What is it that Muslims do to bridge the great gulf fixed between the eternal realm and ordinary human existence? I elaborated this point in a recent essay titled “Not what it is, but what it does.”  My conclusion was that Muslims sacrifice themselves, in a benign way through pilgrimage to Mecca, but also in a malignant way through jihad. It is not simply that superstitious fellows blow themselves up as a way of obtaining 72 virgins in paradise (as Christoph Luxenberg observes, the Christian source whence this is derived was referring to raisins, not virgins). It is that self-sacrifice in the form of violent death in warfare is the Muslim equivalent of a sacrament. As noted, I have elaborated this point elsewhere.
This bears upon the misery of US policy in the Middle East. No US strategist yet has attempted to address the question of how to defeat an enemy that is not only willing, but in many cases eager to sacrifice itself to the last man. The intellectual poverty of US policymaking on the right is to some extent responsible for the setback that the West has suffered in Iraq. By failing to understand what it was dealing with, the US administration lost popular support for the “war on terror” (a fuzzy concept to begin with) and has greatly restricted the options of the West. Unless it learns better, the United States is likely to make more mistakes, and risk losing the great civilizational war now in progress.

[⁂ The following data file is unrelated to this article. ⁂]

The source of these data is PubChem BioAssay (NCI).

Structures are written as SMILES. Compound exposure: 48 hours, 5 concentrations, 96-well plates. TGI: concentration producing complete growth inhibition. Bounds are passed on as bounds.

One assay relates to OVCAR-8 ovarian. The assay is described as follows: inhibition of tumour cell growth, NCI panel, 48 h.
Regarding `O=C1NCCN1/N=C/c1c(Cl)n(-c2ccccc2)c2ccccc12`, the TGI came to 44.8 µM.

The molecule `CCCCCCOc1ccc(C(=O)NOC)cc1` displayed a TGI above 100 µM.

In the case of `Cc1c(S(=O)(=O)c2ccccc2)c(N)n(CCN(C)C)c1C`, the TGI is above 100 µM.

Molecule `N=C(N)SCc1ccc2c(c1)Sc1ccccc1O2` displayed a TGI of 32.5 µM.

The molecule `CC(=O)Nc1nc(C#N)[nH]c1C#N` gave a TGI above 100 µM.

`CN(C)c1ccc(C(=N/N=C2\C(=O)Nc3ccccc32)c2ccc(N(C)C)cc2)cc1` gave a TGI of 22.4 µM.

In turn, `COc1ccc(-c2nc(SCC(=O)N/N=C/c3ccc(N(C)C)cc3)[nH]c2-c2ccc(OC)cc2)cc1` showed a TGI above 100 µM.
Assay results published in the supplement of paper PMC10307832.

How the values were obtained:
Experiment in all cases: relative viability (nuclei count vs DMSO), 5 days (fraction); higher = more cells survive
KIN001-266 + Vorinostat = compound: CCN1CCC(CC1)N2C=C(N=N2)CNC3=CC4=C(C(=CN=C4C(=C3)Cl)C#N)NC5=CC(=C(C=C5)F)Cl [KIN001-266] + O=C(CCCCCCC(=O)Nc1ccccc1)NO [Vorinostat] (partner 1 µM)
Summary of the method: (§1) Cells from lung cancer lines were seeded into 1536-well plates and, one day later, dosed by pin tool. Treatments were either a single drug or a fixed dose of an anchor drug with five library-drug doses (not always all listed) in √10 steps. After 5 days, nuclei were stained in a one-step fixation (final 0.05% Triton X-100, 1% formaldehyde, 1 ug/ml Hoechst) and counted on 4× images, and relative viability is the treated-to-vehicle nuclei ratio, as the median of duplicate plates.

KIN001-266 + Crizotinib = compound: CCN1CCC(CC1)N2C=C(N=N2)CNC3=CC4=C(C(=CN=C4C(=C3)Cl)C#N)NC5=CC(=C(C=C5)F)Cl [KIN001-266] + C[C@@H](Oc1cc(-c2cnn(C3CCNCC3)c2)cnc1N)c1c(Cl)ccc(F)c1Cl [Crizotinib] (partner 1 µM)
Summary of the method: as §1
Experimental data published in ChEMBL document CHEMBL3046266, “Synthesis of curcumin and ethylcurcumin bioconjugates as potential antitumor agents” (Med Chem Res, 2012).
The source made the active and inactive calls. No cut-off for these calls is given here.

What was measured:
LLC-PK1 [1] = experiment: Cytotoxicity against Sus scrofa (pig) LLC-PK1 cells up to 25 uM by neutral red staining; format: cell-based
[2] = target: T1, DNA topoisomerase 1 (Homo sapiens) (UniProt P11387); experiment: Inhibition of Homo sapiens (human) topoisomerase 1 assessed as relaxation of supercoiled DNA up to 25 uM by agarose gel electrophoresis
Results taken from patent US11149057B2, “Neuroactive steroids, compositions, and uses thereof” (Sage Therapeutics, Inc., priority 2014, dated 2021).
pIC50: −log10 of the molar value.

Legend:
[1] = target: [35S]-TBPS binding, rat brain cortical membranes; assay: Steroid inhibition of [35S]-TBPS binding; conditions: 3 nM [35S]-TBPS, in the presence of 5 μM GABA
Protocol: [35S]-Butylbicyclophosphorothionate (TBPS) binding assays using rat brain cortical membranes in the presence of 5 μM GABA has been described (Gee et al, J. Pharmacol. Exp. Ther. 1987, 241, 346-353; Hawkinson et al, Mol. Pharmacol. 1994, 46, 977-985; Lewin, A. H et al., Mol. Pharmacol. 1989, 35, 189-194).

1. Spengler’s immense confusion, Jihad Watch, May 9.
2. The Truth About Mohammed, Founder of the World’s Most Intolerant Religion (Regnery 2007).
3. When even the pope has to whisper, Asia Times Online, January 10, 2006.
4. Ibn Warraq, What is the Koran? (Prometheus Books, 2002).
5. Not what it was, but what it does, ATol, October 3, 2006.